Silent Service XII: The SBD Dive Bomber(!?)
Huh. Tautog’s not here. Didn’t she have to give a sub corner today?
…Looks like she left her clipboard.
“Argh! Panic! K9 is a lazy bum and hasn’t given me a topic today…”
Well that’s not good…
What’s this button do –
Oooooh. I get it. This must be the magic update button. Hah! Yeah! Okay. I got this.
Hi Everyone! Welcome to Enterprise’s carrier corner! Since Morgane and Sune have been talking about Midway recently, I thought it would be nice to talk a bit about the Douglas SBD “Dauntless” dive bomber. It won us the battle after all!
The SBD was developed from the Northrop BT-1, a previous dive bomber design. The BT-1 didn’t fly very well – especially at low speeds, important for a carrier aircraft – but Northrop didn’t quite have the money to fix it. At the time, Northrop was a subsidiary of Douglas Aircraft, so Douglas Aircraft took over the job of fixing it.
The Northrop BT-1 – Kinda funny looking, but you can clearly see how this would turn into the SBD we know and love! One of the issues of the BT-1 was that the tail would buffet hard when the dive brakes were deployed. They fixed this by adding in those distinctive holes in the dive brakes that you see on the SBDs.
Douglas would heavily modify the BT-1 into a new design called the SBD-1. The new design proved to be a massive improvement in performance over the previous BT-1, and it was soon put into production. Unfortunately, the SBD-1 wasn’t very good either. It didn’t go very far, and with only two .30 caliber machine guns in the front and a single .30 cal in the back, its defensive armament was lackluster. Even worse was the fact that it didn’t have any armor or self sealing fuel tanks! Only 57 of them were ever built, and since the Navy didn’t want them, they were given to the Marines instead.
An upgrade soon came in the form of the SBD-2. This upgraded design would feature additional fuel tanks and armor plating. The two .30 cals in the front were replaced with two hard hitting .50 cals. While helpful, this did nothing to fix the slow speed of the plane. Pilots would end up calling it the “Clunk”, “Barge”, or as an ironic reading of SBD, the “Speedy.”
With the last delivery scheduled for January of 1942, the poor SBDs were declared obsolete at first. But, the Pearl Harbor attack would change all of that. The Navy ended up calling up the SBD-2 because well, an obsolete dive bomber is better than no dive bomber. So, off they went to war.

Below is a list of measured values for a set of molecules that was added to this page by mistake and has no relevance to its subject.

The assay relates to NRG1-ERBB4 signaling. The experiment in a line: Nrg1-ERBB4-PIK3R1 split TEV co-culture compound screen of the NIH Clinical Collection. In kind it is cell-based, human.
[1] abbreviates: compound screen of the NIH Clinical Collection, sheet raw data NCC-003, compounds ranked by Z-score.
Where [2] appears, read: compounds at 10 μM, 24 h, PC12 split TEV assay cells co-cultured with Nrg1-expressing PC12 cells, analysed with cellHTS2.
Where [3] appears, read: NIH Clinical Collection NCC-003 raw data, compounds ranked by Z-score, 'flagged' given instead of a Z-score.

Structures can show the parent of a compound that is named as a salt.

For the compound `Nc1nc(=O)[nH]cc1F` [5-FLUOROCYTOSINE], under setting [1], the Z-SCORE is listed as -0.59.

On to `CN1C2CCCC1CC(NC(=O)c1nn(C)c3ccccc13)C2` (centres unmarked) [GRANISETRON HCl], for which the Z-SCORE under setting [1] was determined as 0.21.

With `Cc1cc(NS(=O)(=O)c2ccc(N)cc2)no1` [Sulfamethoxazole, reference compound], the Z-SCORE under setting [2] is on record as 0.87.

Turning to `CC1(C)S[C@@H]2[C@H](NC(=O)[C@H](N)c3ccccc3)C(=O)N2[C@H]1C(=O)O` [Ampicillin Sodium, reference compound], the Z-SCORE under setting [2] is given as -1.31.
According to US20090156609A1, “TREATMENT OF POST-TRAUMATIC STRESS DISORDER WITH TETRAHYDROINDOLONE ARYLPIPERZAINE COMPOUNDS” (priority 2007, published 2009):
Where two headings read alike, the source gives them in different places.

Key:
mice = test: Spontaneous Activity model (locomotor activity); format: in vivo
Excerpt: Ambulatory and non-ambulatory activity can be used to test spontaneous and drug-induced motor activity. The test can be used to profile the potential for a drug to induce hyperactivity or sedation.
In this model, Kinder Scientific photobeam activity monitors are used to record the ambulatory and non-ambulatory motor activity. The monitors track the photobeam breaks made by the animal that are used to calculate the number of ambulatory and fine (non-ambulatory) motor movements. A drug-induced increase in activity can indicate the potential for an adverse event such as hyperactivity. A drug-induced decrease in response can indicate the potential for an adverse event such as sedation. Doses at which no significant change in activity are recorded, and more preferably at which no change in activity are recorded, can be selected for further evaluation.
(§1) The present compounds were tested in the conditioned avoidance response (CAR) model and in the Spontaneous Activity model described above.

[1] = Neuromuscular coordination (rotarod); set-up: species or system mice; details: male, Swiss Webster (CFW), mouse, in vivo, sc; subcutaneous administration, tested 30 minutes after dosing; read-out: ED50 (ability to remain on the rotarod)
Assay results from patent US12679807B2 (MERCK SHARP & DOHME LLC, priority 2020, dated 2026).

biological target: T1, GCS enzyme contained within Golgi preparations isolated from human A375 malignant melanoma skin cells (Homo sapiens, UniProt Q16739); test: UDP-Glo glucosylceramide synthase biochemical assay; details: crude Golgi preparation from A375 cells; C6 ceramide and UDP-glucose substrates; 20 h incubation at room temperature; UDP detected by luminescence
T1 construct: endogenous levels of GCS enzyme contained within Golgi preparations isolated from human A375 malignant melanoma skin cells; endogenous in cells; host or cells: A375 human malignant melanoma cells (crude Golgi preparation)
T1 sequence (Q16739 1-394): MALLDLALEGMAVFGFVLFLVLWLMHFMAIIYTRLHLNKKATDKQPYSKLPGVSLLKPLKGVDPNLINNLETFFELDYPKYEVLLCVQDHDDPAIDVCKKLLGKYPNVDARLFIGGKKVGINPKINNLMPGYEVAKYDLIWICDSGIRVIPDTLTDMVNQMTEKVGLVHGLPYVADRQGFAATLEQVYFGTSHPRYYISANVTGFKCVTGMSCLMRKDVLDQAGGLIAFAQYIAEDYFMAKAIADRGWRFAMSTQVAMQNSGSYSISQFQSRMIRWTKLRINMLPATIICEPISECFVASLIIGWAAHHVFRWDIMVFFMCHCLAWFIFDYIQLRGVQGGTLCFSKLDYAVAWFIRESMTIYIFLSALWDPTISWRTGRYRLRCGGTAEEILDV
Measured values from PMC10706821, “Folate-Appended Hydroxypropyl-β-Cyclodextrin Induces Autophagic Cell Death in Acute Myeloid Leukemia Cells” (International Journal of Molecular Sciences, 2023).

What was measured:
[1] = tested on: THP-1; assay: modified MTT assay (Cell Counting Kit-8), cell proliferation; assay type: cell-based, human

The SBD-2, to many’s surprise, prove itself capable in the Battle of Coral Sea, sinking the carrier Shohou and seriously damaging the carrier Shoukaku. Some even managed air to air kills!
SBD-2s flying over the USS Enterprise – it’s me! Or, ya know, the other me!
All this time, the Navy was working hard to make the SBD combat ready. Soon one was made. SBD-3. This version gets a more powerful engine, self sealing fuel tanks (if the enemy hits your fuel tank it won’t leak! Handy for getting home), and a twin .30 cal defensive gun mount in the back. This version would prove itself in battle soon enough – it’s what brought us the great victory at Midway.
Rugged and reliable, the SBD was a pleasure to fly. The pilots affectionately gave it a nickname. The “Slow But Deadly”. It’s the nickname that would stick to the SBD to the end of the war.
Crew loading a bomb onto a SBD. That metal cradle it’s sitting in would swing outwards, allowing the bomb to clear the propeller.
The SBD still received upgrades as the war went on. Later versions focused on improving the powerplant, but it was eventually phased out for the Curtiss SB2C. Some of you know that plane as the Helldiver. Now, while the Helldiver was an improvement over the SBD, it had some developmental issues to work out and appeared much later than the Navy had planned. The plane was hard to service, the crews didn’t like it much due to its poor handling, and its engine was also underpowered. The “Son of a Bitch, 2nd Class” just didn’t have the charm the “Slow but Deadly” had.
Hey, it was hard letting the SBD go. In the first year of the war alone, the SBD sank nearly 30% of the Japanese war fleet in total tonnage. This dive bomber, written off as obsolete, ended the war with a 3.2:1 air-to-air kill ratio. That’s higher than some fighters.
Not bad, huh? I love the SBD. It’s a lot like America during the war itself. We get written off as goofballs often enough, but we’ve always been the underdog. We didn’t always have this massive advantage in technology like we do now, but even then? The boys made do with what they have, and that’s –
Hi Prisse. I found K9. I also gave him a very stern talking to. He and Sune’s slacking off again!
Oh? Um. Hi! It’s summer. Good time to relax –
No Relaxing! Book’s out in a month. If he has time to grind out a Bismarck in World of Minsk Shipbuilder & Design he has time to get back to work.
Minsk Shipbuilder – Oh! You mean World of Waterboats.
Yeah. That! What do you think –
Slow gameplay. Terrible grind. Horrible choice of premiums. Ship designs entirely powered by Stalinium and wishful thinking. Community of players make you rapidly lose faith in humanity. Worst of all, NO SUBMARINES.
… What kind of a naval battle game doesn’t have submarines?!
But you still play.
…Yeah. Thanks for the piece today, Prisse. Really appreciate it. The Missouri’s not going to pop into my account by magic you know!
See ya next time. 🙂